South Carolina State University President Alexander Conyers on Wednesday asked state legislators to fund a $209 million budget request for the 2023-24 fiscal year with five major capital projects to replace outdated facilities.
Conyers presented the university’s allocation request to the House of Representatives Ways and Means Committee’s Higher Education Subcommittee, emphasizing the need to upgrade facilities so the university can better compete for students.
He noted that it had been at least 30 years since SC State had received a full state appropriation for a new academic facility, as more recent projects forced the university to incur debt.
Of the $209 million, the request includes $195 million for facilities and infrastructure priorities:
• $54.7 million for a new classroom building to replace Turner Hall. With wings dating from 69-95 years old, the complex houses much of SC State’s core subjects, as well as the teacher education program. Among the deficiencies are outmoded classrooms and inadequate access for people with disabilities (ADA compliance).
• $30.3 million for a new library. SC State’s Miller F. Whitaker Library is 55 years old and lacks infrastructure to support technology in a modern learning environment. The building has only a small freight elevator, also affecting ADA access.
• $45 million to replace Smith Hammond Middleton Memorial Center (SHM), which opened in 1968, with a new convocation center with more capacity. The center is used not just for SC State’s basketball games, but also for graduations and other campus-wide gatherings. SHM, too, lacks ADA adaptations, as the arena has no elevators. Conyers noted that the Orangeburg community also uses the facility for events.
• $40 million to replace Staley Hall with a new health and wellness facility. With similar issues to Turner Hall, Staley is home to athletics offices, the Department of Family and Consumer Sciences and other programs. The university does not have a health and wellness center on campus to provide students with fitness activities and promote healthy lifestyles. The new building would include a pool to replace the antiquated pool behind SHM.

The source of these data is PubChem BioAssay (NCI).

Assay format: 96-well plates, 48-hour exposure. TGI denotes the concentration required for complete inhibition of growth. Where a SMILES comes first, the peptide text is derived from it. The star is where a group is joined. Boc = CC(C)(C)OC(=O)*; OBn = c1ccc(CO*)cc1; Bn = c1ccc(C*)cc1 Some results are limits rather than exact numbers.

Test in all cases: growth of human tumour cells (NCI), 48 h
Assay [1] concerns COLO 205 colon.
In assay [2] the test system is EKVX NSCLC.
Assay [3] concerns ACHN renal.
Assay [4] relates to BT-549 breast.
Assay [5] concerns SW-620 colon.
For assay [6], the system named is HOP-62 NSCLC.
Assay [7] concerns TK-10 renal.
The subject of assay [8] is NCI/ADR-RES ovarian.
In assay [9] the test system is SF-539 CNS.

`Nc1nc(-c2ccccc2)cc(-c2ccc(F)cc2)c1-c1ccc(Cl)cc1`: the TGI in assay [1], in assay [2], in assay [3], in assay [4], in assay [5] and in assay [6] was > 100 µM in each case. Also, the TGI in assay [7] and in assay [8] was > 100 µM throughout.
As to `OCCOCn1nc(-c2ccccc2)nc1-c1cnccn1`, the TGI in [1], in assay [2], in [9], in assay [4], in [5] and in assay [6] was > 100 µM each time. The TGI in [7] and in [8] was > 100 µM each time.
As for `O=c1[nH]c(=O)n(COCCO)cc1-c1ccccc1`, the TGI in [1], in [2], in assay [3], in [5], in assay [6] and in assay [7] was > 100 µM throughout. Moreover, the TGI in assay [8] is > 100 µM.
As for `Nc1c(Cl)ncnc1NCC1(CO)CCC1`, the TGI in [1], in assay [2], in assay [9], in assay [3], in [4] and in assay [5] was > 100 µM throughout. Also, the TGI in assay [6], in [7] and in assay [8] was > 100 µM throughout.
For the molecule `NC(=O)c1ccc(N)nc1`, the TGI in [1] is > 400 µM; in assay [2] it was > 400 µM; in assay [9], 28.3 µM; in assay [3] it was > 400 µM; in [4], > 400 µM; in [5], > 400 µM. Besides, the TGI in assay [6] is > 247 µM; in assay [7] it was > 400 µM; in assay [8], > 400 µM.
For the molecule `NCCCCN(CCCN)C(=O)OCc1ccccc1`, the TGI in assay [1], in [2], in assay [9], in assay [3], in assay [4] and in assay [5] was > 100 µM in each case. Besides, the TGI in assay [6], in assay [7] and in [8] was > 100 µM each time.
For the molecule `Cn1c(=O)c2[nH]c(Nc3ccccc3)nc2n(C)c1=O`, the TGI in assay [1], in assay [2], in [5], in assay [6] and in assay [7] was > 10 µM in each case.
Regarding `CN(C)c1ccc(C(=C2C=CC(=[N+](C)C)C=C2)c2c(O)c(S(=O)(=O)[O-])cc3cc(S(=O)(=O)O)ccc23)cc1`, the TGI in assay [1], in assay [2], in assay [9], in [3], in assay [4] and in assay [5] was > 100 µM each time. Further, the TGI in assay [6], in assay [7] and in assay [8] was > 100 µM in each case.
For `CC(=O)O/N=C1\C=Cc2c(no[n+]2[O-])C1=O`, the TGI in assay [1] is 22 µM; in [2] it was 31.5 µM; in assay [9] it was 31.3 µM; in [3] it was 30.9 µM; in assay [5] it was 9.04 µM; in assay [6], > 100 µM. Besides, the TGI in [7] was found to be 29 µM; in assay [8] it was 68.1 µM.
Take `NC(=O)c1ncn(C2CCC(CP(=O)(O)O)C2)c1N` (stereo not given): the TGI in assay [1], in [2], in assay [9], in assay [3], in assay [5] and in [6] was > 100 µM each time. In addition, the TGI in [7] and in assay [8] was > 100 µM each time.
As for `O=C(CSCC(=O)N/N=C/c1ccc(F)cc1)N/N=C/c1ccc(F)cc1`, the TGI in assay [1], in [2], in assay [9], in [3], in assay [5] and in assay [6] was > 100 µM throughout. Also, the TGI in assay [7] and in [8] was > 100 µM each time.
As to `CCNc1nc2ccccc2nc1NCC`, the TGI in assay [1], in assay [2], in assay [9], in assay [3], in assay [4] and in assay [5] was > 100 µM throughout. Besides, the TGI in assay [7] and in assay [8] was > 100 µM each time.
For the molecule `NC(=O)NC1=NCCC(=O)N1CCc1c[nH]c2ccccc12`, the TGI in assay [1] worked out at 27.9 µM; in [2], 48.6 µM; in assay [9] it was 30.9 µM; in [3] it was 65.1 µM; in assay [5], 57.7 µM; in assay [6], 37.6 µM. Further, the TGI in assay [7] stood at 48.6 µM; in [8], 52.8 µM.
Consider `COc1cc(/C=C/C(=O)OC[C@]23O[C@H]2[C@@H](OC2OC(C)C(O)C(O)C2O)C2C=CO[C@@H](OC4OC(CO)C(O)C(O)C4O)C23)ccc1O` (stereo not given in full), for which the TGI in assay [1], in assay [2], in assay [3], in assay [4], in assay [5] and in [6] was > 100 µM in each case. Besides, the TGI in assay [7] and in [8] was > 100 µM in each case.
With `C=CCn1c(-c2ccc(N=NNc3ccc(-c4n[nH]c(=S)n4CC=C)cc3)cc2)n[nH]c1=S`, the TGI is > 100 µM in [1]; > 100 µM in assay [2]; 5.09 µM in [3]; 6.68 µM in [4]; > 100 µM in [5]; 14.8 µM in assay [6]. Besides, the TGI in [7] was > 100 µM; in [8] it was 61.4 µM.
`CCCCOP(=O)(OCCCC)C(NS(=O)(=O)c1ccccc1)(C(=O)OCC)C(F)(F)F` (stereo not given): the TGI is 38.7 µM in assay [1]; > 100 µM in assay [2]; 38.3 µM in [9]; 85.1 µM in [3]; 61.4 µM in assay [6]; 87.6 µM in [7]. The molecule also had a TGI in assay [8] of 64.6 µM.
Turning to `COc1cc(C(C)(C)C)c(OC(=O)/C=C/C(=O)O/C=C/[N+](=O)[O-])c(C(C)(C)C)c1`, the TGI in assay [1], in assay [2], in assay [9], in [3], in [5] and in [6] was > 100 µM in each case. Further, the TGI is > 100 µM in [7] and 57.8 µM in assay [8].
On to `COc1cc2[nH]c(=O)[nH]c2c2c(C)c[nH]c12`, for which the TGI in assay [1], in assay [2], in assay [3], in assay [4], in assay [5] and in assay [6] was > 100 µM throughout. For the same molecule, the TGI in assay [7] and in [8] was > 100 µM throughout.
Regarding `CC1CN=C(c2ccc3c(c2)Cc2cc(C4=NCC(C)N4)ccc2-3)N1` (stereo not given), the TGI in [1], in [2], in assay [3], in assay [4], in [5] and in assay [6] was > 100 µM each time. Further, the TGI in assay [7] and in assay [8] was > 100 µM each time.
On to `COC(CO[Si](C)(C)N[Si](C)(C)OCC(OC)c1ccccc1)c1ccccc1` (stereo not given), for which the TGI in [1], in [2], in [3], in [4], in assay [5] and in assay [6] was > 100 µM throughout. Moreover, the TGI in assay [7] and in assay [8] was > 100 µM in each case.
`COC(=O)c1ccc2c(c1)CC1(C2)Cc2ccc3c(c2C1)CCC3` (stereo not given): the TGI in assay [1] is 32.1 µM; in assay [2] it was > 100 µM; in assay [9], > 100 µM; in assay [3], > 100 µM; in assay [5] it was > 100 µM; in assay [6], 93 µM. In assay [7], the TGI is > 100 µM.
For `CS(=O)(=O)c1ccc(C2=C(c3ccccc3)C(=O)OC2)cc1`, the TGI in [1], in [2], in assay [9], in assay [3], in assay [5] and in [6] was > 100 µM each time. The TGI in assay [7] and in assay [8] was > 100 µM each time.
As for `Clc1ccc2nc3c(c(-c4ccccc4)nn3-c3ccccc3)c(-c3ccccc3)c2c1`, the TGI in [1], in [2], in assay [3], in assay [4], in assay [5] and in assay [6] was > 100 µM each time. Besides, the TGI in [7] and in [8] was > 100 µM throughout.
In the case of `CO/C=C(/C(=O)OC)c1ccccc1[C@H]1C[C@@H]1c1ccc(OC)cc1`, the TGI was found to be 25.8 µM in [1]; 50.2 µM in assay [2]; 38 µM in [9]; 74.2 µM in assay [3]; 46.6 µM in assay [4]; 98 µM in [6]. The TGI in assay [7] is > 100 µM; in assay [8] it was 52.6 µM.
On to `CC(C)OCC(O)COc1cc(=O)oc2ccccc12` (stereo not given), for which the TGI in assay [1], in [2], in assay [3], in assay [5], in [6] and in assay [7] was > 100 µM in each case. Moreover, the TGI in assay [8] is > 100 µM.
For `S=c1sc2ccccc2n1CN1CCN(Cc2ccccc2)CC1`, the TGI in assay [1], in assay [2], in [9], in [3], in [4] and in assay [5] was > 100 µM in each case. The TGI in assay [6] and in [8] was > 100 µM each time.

• $5 million to bolster the campus’ outdated information technology infrastructure.
• A new $20 million building to house SC State’s new College of Agriculture, Family and Consumer Sciences. Conyers said the college is using shared space with other programs, and he expects enrollment to grow as agribusiness expands in South Carolina. SC State also is exploring more programming in health-related professions and veterinary technology.
• $2.7 million for ADA accommodations throughout the campus, including new railing and sidewalks.
The SC State president said the university also is needs new residence halls in addition to the $10 million in renovations scheduled for Sojourner Truth Hall. Conyers said the university has the bonding capacity to incur debt for residential facilities, but it does not have the capacity to support both residential and academic projects.
All other things being equal, he said, students will make decisions about where to attend college based on the quality of facilities. For SC State to compete with other Historically Black Colleges and Universities (HBCUs), the university must have the programs, amenities and capacity.
Conyers noted that SC State attracted interest from 8,600 new students last fall but could only admit 1,100 because it lacked that capacity. He said if SC State were to reach 4,000 students in upcoming years, the enrollment would bring the university $15 million for recurring expenses.
The remainder of the budget request includes funds for scholarships, matching funds for grants and other academic needs at SC State.
The president thanked legislators for their support in the university’s record $52 million 2022-23 budget, which provided SC State with the funding for the Truth Hall and a $20 million expansion of the campus’ student center.
In light of underfunding of HBCUs across the country historically, Conyers asked legislators to take note of Tennessee’s decision to pump $300 million into Tennessee State University to address the discrepancies in funding between that state’s public universities.
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